Honoring the Beauty of Becoming
Women’s Rites and Rituals of Passage
By Kiva Rose
From under the rich sun-heated soil a seed breaks open, her first sprouting leaves push insistently to the surface seeking life-giving light. She stretches her leaves and stem, growing up and out, pulling with every cell, every bit of energy in her being. Buds begin to form, first barely noticeable then swelling to fat round bodies almost bursting in the summer heat. She flowers, brilliant with color; bees and other insects crowding into her center, all attracted by her rich scent and beautiful hue. She fades, her scent becoming the bittersweet scent of new decay. She pushes another huge spurt of energy into the birth of her fruit. The fruit is born plump with her life juices. The fruit grows dry, splits open and gives her seeds to the autumn winds. The plant fades and withers, her dry body trembling in the breeze. She is taken by the first hard frost. Dry and brown, she gives herself back to the breast of her Mother the Earth.
We are each that seed. We are each born, pushing forward into light and life. Our bodies growing — stretching skin and self with each new phase of life. For every life event there are certain things that mark the passage of time. We are born, we grow hair and teeth, we learn to laugh, we take our first steps into the wide world.
Later, we bleed at our first moon time, that beautiful beginning of our uniquely-female cycles. We conceive, give birth to our own children, we age as our children grow and find their own lives and ways of being. Our bleeding ceases, we pass into the crone time, the time of the wise woman tending herself and her fire. In these miraculous and constant ways we change, both inside and out.
As women we are natural empaths and intuitive thinkers. We are daughters of the Goddess, our bodies the perfect expression and extension of the natural world. It is exactly this inherent connection and embodiment of supposedly chaotic nature that has often frightened men into the need to control and tame women. Our rhythms and tides are eternally connected to the shift and flow of the Earth. We are able to intimately feel the world around us, both the beauty and the tragedy.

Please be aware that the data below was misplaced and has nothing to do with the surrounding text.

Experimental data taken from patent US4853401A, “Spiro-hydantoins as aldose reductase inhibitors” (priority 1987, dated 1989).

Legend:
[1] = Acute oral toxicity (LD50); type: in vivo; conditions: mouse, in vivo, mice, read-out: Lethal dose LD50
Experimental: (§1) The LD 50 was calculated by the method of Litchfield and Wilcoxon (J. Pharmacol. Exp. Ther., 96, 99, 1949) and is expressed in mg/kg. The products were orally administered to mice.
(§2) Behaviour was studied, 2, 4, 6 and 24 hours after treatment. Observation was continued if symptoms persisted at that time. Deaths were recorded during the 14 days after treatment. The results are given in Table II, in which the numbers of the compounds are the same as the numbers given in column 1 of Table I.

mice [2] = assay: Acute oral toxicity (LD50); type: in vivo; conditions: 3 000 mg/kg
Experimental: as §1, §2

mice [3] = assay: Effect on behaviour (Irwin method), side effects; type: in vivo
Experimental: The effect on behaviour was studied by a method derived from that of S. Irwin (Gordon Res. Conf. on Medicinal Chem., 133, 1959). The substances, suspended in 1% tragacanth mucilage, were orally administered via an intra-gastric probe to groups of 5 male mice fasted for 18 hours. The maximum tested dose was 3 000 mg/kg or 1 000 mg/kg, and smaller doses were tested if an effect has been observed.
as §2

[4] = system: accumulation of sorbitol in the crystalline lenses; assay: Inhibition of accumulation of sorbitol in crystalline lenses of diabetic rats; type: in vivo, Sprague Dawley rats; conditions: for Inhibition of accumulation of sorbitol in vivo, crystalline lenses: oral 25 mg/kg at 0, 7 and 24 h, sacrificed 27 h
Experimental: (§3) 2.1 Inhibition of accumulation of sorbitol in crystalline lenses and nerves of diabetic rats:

This special gift of feeling gives us access to enormous amounts of both joy and pain. We are often taught to keep a tight leash on our emotions, to control ourselves and indeed to diffuse an emotional situation whenever possible. Yet it is well known that emotional repression causes eventual imbalance and eventually a cut-off from the female creative and inner life. Through the creation of ritual and celebration of womanhood we learn to be more accepting of our own emotional processes, recognizing them for the powerful forces they are, creating a refuge for release and understanding of what actions must result from these feelings.
During times of transition our emotions will be even more sensitive and opened up than usual. We must take care that we do not allow our capability for incredible sensitivity to lead to emotional imbalance. It is for just this reason that many traditional rites of passage begin with a time of isolation.
This descent into the self is a necessary period of rapid growth. Being alone during this sensitive and turbulent time will allow us to truly be with our emotions, to experience the shifting current of our emotional moods without feeling like we need to tone them down or tune them out for the comfort of others.
This is the time to rethink who we are and who we want to become. A time of coming to know ourselves more intimately than ever before. This is also the perfect time to correct imbalances in our lives, or to add new responsibilities and challenges.
In indigenous societies, this is a natural and expected step for many rites of passage. Many Native girls enter into isolation for a period of time at the beginning of puberty. This rigorous cleansing is a preparation for the vision quests they will undertake later in adolescence.
Fasting and isolation should be done for at least some period of time, even if it is only for a day or half of a day. Whatever focused time, no matter how small, can be given to this time of intense insight, will be of great benefit. We should try to make a majority of this time occur outdoors in order to connect with the Earth and to better take in her support, guidance and love.
Sometime toward the end of the isolation period we should envision how our lives would ideally appear. Imagine all the ways in which we can grow closer to that ideal. First, we think about what changes we want to manifest in ourselves and our life.